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This article is from our archives and has not been updated and integrated with our "new" site yet... Even so, it's still awesome - so keep reading!

Published on Tue, Jan 4, 2005

By: The LACar Editorial Staff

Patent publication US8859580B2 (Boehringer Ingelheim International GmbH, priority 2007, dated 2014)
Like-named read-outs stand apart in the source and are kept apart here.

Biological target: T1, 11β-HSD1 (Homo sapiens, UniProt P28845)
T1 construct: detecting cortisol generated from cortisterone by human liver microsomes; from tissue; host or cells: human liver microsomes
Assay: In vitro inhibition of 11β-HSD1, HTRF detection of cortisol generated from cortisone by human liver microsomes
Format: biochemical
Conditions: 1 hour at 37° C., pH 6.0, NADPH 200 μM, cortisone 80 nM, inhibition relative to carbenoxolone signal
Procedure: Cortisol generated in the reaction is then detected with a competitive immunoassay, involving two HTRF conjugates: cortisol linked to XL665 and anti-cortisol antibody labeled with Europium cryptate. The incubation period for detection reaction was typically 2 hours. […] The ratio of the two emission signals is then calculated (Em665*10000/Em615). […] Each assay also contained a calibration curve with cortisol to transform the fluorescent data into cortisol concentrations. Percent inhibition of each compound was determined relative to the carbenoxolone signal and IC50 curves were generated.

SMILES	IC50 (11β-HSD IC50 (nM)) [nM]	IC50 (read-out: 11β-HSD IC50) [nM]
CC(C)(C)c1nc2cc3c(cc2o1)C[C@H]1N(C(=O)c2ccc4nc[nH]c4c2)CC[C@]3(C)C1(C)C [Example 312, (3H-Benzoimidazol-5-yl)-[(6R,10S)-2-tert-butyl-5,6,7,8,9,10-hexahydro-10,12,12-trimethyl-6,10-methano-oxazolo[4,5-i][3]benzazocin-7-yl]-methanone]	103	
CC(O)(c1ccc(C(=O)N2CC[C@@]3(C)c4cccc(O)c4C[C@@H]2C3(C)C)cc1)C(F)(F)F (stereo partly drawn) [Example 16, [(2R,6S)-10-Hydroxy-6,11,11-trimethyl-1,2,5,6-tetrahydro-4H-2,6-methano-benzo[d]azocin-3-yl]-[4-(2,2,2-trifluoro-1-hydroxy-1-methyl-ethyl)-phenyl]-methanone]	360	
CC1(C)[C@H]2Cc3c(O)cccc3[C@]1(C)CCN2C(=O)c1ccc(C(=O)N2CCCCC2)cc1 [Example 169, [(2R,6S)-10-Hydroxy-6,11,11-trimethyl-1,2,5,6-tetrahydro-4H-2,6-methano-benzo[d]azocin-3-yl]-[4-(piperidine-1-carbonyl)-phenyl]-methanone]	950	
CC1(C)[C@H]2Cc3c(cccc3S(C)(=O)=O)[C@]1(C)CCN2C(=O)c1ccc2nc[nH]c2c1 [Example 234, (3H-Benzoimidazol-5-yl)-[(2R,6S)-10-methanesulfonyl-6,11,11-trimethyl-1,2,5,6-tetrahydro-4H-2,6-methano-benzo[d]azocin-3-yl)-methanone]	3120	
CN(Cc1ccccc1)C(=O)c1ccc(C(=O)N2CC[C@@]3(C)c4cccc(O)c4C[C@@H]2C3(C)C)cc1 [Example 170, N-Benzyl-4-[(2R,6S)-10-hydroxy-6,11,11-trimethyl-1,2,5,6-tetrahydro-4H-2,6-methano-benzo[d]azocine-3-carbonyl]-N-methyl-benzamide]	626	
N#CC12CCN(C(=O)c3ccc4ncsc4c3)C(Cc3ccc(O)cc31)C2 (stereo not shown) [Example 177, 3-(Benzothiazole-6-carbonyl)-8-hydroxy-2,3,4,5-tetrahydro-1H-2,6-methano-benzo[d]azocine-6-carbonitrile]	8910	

Of the 954 bills signed into law in California during the 2004 legislative session, there are more than 150 changes to the Vehicle Code. From operating a motorized scooter to how you may utilize the carpool lane, new laws may affect the way you drive in 2005. Here are some of the highlights: Use of Headlights - You must now turn on your headlights when you cannot clearly see a person or another vehicle at a distance of 1,000 feet or when weather conditions require the windshield wipers to be in continuous use. High Occupancy Vehicle (HOV) Lanes - Subject to approval by the U.S. Congress, specified low emission and hybrid vehicles (rated at 45 MPG or higher highway) will be allowed to use the carpool lanes regardless of the number of people in the vehicle. The vehicle must display a special decal from the DMV, and the DMV is limited to issuing no more than 75,000 decals. The DMV must stop issuing decals at 50,000 if Caltrans makes a specified determination with respect to traffic congestion. Lighting Equipment - New law prohibits a vehicle that is not an authorized emergency vehicle from being equipped with a device that emits any illumination or radiation that is designed or used for the purpose of controlling official traffic control signals. Wireless Telephones - Except for emergency or work-related purposes, a person may not use either a hands free or hand held wireless telephone while operating a school bus or transit vehicle. High Occupancy Toll (HOT) Lanes - Pilot projects in Alameda, Santa Clara and San Diego Counties will allow drivers without the proper number of passengers to use the carpool lanes for a toll. The pilots are limited to two per county. Motorized Scooters - Only a person with a valid Class C driver's license or instruction permit may operate a motorized scooter. The new law also prohibits a person from altering or modifying the exhaust system of a motorized scooter in violation of specified noise restrictions and muffler requirements. Front License Plate Bracket - New law prohibits manufacturers and distributors from selling or distributing in California that is not equipped with a front license plate bracket and prohibits the delivery of a vehicle after its retail sale unless the vehicle is equipped with a front license plate bracket or the buyer signs an acknowledgement statement. Conviction For Speed Contest - The DMV is required to immediately suspend the driver's license of a person convicted of engaging in speed contest upon notification by a court and may not reinstate the driving privilege until the person gives proof of financial responsibility after the suspension period has expired. Driving Under The Influence - The "washout" period in which a person convicted of DUI would no longer be subjected to enhanced penalties for a prior DUI conviction or related offense, such as refusing to submit to a chemical test, increases from seven to ten years. Effective September 20, 2005, a commercial driver will be disqualified from operating a commercial vehicle for life if on more than one occasion, in separate incidents, that person refuses to submit to or fails to complete a chemical test requested by an officer. Child Restraints - The operator of a limousine, authorized emergency vehicle or taxi cab must properly restrain any passengers six years of age or over, or sixty pounds or more, in the front seat of the vehicle with a proper safety belt. Biennial Smog Check Exemptions - A change in the California Health and Safety Code exempts vehicles that were manufactured prior to 1976, as well as vehicles that are six model years or less, from biennial smog check requirements. Vehicle Rental Agreements - A change in the California Civil Code specifies that a rental car company that equips its vehicles with electronic surveillance technology (EST), such as GPS navigation systems, may not use EST to track and locate rental car customers or otherwise use or obtain information regarding the renter's use of the vehicle to impose fines or surcharges. Exceptions include requested navigational assistance, roadside assistance, or in response to a specific law enforcement request. And did you know... In the California Vehicle Code, the term "invalid tricycle" has now been replaced with "motorized tricycle" and the term "handicapped pupils" has been changed to "disabled pupils". To see LA Car's summary of new laws for 2006, click here. For additional information on California traffic laws and licensing requirements, visit the DMV's website:

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